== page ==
Share code between nodejs and the browser with this javaScript module example

I am continuing to expand my collection of javaScript example type posts this week, and today I think I will be covering a simple module design pattern for sharing code between nodejs and a browser environment.

One of the cool things about nodejs is that I can use the programing language of the open web to create scripts that will run in my operating system environment. However it would be nice to make modules for nodejs that will also work in a browser environment also without hacking over the code a little first. Thankfully the process of doing so is not so hard, and can be done with just a few basic core javaScript features.

1 - The module that will work in node and a browser

First off I just need to write a IIFE or Immediately Invoked Function Expression that is a kind of self executing function. The only thing that is special about this IIFE is the value that I will be passing to it when calling it. The value will be the result of an expression that makes use of the conditional expression to test for the presence of the module global in node.

For this module I will have just a few pure functions that just make use of core javaScript itself which will work nice for this kind of module. When it comes to any kind of function where a client side or server side only feature is used that is where things will end up getting a little complicated.

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(function (api) {
// PI * 2
api.pi2 = Math.PI * 2;
// no operation
api.noop = function () {};
// mathematical modulo
api.mod = function (x, m) {
return (x % m + m) % m;
};
// distance
api.distance = function (x1, y1, x2, y2) {
return Math.sqrt(Math.pow(x1 - x2, 2) + Math.pow(y1 - y2, 2));
};
}( typeof module === 'undefined' ? this['utils'] = {} : module.exports ));

So if all works as expected with this I should be able to use these methods in a client side or sever side javaScript environment. To know for sure I would need to work out some quick examples that will make use of this, so lets take a look at a few examples.

2 - Using the module in a node script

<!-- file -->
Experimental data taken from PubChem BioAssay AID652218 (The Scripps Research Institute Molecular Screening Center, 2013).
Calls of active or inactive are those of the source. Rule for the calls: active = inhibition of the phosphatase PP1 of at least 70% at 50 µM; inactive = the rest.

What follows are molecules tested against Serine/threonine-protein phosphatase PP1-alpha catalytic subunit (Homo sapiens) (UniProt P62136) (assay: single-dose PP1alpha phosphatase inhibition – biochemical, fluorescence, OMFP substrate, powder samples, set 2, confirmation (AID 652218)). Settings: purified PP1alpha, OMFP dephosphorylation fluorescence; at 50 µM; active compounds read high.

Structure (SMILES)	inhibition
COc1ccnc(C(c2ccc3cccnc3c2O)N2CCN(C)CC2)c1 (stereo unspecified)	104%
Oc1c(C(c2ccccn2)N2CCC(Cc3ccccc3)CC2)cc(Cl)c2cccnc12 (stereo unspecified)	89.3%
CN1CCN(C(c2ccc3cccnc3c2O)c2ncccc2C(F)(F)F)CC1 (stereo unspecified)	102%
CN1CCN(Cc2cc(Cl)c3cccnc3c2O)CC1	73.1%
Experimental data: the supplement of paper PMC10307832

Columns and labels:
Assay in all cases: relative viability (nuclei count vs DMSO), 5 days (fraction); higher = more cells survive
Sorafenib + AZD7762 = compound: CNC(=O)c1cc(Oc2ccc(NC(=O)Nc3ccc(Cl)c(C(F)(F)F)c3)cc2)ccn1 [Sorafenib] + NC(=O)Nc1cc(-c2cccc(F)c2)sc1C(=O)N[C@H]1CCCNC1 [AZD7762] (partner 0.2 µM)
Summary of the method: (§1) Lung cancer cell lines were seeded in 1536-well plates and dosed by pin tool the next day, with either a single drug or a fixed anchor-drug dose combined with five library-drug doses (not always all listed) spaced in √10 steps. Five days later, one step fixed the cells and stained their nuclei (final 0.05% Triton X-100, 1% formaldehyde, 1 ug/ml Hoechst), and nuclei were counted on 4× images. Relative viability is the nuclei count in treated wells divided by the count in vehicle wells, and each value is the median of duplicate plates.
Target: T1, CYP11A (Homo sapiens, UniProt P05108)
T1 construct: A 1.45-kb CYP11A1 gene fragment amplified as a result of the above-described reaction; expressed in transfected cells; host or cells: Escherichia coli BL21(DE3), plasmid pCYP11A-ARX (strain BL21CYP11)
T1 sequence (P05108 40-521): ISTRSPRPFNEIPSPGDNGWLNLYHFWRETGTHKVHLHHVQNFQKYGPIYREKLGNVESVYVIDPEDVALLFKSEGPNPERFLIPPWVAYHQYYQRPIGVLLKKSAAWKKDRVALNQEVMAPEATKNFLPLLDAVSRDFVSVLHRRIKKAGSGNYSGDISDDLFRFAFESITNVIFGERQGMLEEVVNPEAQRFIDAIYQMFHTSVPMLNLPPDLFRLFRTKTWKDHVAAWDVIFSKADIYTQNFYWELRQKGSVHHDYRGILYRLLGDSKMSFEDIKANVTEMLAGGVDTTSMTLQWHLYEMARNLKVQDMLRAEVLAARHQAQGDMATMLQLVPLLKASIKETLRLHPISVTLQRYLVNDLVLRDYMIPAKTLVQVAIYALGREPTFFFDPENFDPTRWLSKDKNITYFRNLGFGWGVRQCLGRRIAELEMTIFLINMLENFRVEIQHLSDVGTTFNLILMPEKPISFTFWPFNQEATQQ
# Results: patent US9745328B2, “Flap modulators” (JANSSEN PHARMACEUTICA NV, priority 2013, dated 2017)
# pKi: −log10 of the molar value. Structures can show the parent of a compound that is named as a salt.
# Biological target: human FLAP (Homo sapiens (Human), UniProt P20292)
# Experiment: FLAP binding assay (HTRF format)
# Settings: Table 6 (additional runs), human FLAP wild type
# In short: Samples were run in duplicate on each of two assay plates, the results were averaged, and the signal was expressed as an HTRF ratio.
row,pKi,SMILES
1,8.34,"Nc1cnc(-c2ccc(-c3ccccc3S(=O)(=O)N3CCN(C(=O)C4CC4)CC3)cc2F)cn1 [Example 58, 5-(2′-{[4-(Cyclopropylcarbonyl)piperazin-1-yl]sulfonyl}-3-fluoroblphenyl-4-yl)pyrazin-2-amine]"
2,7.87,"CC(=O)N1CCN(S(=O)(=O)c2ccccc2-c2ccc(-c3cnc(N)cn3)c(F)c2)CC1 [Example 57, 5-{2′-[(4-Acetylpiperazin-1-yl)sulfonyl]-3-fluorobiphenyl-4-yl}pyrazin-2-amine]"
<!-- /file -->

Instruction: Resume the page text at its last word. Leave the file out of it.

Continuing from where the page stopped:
So now to test out if this module works in a node script, to do so I just need to require the script in like always. I can then call one of the public methods of the module from the script that makes use of it. So then the module is working as expected in node, but what about a browser example.

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let path = require('path');
utils = require( path.join(__dirname, 'lib/utils.js' ));
console.log( Math.floor(utils.distance(0,0,45,45)) ); // 63

3 - Using the module in client side javaScript

So now to see if this utils module will still work as expected when using it in a client side javaScript environment. With that said when I open up the following in my browser it seems to work just fine also.

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<html>
<head>
<title>javaScript example</title>
</head>
<body>
<div id="app"></div>
<script src="./lib/utils.js"></script>
<script>
var container = document.querySelector('#app');
container.innerText = utils.distance(37, 20, 10, 0);
</script>
</body>
</html>

So then this kind of pattern will work for most of the kinds of modules that I make, but not all of them. There is a point where a script that I have in mind is just going to need to be very much node only, and the same can still be said of many of the modules that I make that are very much client side only when it comes to something that has to do a lot with canvas elements for example. Still when it comes to some kind of module that has to do with the creating and mutating of a simple object state, a parser, or something to that effect this kind of module pattern seems to work just fine.

4 - Conclusion

That is it for this kind of javaScript module pattern, at least as far as this post is concerned at least. There is getting more into the subject of module design in javaScript in general which is in itself a pretty large topic. Working out something like this is just one of many kinds of other patterns that might work out better in some situations.

It is great that if I want to I can go about writing my modules like this, but just because I can do something does not alone mean that it is a good idea. it might still be best to maintain browser and nodejs variants of the same module, but doing something like this works okay too. There are many popular frameworks that follow some kind of pattern like this, and that does not keep me from using them.